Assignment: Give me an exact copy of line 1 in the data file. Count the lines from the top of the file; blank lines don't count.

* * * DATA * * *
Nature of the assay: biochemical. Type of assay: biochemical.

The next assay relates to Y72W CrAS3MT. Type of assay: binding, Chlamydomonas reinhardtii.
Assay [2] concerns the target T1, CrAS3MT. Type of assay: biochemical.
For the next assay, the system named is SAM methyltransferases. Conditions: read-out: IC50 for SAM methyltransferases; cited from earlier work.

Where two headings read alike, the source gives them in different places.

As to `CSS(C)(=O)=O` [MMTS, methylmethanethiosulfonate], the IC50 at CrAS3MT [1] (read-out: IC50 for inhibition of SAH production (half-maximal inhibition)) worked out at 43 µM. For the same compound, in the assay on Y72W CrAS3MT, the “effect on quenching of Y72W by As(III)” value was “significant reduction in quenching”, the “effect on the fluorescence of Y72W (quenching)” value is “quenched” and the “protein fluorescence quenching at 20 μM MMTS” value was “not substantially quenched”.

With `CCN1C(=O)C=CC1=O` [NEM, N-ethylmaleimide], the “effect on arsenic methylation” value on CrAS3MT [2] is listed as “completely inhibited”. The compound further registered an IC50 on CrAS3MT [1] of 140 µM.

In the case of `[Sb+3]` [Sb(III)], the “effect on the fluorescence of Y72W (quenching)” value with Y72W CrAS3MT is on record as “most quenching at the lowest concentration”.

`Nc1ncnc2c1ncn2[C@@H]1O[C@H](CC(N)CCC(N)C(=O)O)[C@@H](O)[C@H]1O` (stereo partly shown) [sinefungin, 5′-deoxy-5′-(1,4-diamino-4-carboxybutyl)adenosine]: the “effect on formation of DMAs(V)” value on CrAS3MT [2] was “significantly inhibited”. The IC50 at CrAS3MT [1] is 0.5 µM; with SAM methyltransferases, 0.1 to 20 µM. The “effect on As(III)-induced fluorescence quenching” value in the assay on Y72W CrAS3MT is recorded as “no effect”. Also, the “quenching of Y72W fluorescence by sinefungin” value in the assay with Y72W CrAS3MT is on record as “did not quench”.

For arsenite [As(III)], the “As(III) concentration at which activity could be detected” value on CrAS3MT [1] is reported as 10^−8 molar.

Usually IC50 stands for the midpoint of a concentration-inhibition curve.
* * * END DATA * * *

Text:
Nature of the assay: biochemical. Type of assay: biochemical.